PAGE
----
Even the most ardent supporters of President Joe Biden’s decision to withdraw all American troops from Afghanistan recognize the inherent tension in his policy.
Biden promised Afghanistan’s top leaders in a recent meeting at the White House that he would maintain U.S. material support to the country. But ensuring a “sustained” partnership with a politically fragile Afghan government requires first and foremost an Afghan force that’s capable of defending that government, providing some security across the country, containing the Taliban, and preventing terrorists from once again setting up shop and plotting attacks worldwide like they did on 9/11.
This all depends to some extent on the presence of American trainers, advisers, and contractors on the ground whose role would be to enable the Afghan military to achieve these objectives.
Yet Biden, it seems, is pulling out all those U.S. personnel too, forcing U.S. Central Command (CENTCOM) Commander Gen. Frank McKenzie to figure out how to continue assisting the Afghan military through an “over-the-horizon” approach – i.e., largely from outside Afghan territory.
If the Afghan National Army can’t stand on its own feet — and there are signs already of it experiencing serious technical and operational difficulties due to the dramatically rapid and comprehensive decline in U.S. support — then there really is no partnership for the United States to uphold with the Afghans and all that optimistic talk by Biden about strengthening or retaining ties with Kabul is just empty rhetoric.
Gen. McKenzie said that it’s extremely hard but not impossible to pursue an over-the-horizon counterterrorism U.S. strategy, especially if we keep the U.S. Embassy and secure better access and basing in neighboring countries. He holds the same view on the U.S. train-and-equip mission with the Afghan army.
Currently, the entire U.S. national security bureaucracy, and particularly that of the Defense Department, is frantically working on identifying what resources, laws, authorities, and procedures are needed to make this all happen. We’re learning as we go.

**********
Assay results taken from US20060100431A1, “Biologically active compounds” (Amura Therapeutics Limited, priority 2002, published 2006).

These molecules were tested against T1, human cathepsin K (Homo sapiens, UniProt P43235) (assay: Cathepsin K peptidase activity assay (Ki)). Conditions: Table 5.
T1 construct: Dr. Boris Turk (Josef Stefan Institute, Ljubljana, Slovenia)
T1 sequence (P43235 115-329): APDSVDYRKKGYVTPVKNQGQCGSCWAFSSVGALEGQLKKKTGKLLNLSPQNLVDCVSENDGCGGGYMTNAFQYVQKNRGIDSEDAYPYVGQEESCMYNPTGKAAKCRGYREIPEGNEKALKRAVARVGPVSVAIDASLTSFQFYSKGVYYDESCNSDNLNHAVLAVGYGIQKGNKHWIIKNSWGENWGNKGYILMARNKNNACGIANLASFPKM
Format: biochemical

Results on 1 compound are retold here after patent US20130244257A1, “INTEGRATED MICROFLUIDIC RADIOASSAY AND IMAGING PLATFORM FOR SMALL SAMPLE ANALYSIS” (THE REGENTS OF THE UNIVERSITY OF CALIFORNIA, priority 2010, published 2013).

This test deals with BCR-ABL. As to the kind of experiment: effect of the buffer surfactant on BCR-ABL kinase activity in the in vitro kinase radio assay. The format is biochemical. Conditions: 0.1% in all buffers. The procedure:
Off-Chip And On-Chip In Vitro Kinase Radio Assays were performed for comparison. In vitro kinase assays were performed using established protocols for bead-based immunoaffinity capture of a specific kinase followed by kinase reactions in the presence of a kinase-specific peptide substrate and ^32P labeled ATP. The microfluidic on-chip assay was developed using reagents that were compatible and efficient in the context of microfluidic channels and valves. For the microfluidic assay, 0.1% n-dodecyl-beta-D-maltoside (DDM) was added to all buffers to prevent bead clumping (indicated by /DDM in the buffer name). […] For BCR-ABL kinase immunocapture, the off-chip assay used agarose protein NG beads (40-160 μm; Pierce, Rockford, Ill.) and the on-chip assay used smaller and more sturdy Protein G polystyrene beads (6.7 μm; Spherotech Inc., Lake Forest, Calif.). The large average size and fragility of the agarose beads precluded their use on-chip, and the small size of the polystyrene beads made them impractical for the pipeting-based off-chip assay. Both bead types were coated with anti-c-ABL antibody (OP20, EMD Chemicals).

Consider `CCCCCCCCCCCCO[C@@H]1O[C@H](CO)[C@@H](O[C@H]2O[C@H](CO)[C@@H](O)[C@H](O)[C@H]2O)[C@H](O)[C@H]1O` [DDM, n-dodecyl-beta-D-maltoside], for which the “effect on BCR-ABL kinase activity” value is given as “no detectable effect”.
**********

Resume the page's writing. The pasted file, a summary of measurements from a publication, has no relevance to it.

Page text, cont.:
But it wouldn’t be unreasonable or unduly cynical to suggest that an over-the-horizon military assistance approach will face monumental logistical and security challenges for at least two reasons.
First, depending on how one defines over-the-horizon support, the Pentagon has never done this before with any of our weaker partners across the world, at least not overtly on such a large scale, with so much U.S. equipment involved, including sophisticated air assets.
We smuggled billions of dollars in weapons into the hands of the Afghan mujahideen in 1979-89 to bleed the Soviet troops, but that was a covert operation led by the CIA and back then we didn’t care much about building a national Afghan army. All we really wanted was to drive the Russians out of Afghanistan.
We tried a much smaller version of over-the-horizon support in Hungary in 2003 with the so-called Free Iraqi Forces, in Jordan in 2013 with Syrian rebels, and to some extent in Yemen, but these efforts were less than effective and again in no way comparable to what we would be doing in Afghanistan.
Whether it’s in Asia, Latin America, Europe, or the Middle East, we’ve almost always been physically present in the partner nation, engaging openly, directly, and often consistently with its military and political leadership. In Afghanistan, the learning curve is going to be immensely steep, something U.S. officials are appreciating at this very moment.
Second, we couldn’t turn the Afghan army into a competent force when we had thousands of U.S. soldiers stationed in the country, billions of dollars, and more than 20 years to do it. You think we’re going to do any better by pursuing this remotely?